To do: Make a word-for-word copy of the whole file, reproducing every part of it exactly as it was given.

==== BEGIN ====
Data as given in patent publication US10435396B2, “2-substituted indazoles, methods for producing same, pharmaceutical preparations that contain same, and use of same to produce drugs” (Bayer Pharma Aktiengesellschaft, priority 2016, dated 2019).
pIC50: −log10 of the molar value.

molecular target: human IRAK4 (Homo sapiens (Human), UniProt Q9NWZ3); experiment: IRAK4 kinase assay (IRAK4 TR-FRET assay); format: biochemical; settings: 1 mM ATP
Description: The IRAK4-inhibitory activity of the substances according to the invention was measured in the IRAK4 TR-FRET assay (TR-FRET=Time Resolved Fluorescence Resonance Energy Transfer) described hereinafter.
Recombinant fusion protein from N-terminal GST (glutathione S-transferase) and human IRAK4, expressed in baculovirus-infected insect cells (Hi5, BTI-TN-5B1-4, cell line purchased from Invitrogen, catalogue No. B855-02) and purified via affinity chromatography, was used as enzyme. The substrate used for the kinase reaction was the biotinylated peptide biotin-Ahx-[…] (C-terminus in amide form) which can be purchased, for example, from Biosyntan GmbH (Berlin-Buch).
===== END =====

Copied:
Data as given in patent publication US10435396B2, “2-substituted indazoles, methods for producing same, pharmaceutical preparations that contain same, and use of same to produce drugs” (Bayer Pharma Aktiengesellschaft, priority 2016, dated 2019).
pIC50: −log10 of the molar value.

molecular target: human IRAK4 (Homo sapiens (Human), UniProt Q9NWZ3); experiment: IRAK4 kinase assay (IRAK4 TR-FRET assay); format: biochemical; settings: 1 mM ATP
Description: The IRAK4-inhibitory activity of the substances according to the invention was measured in the IRAK4 TR-FRET assay (TR-FRET=Time Resolved Fluorescence Resonance Energy Transfer) described hereinafter.
Recombinant fusion protein from N-terminal GST (glutathione S-transferase) and human IRAK4, expressed in baculovirus-infected insect cells (Hi5, BTI-TN-5B1-4, cell line purchased from Invitrogen, catalogue No. B855-02) and purified via affinity chromatography, was used as enzyme. The substrate used for the kinase reaction was the biotinylated peptide biotin-Ahx-[…] (C-terminus in amide form) which can be purchased, for example, from Biosyntan GmbH (Berlin-Buch).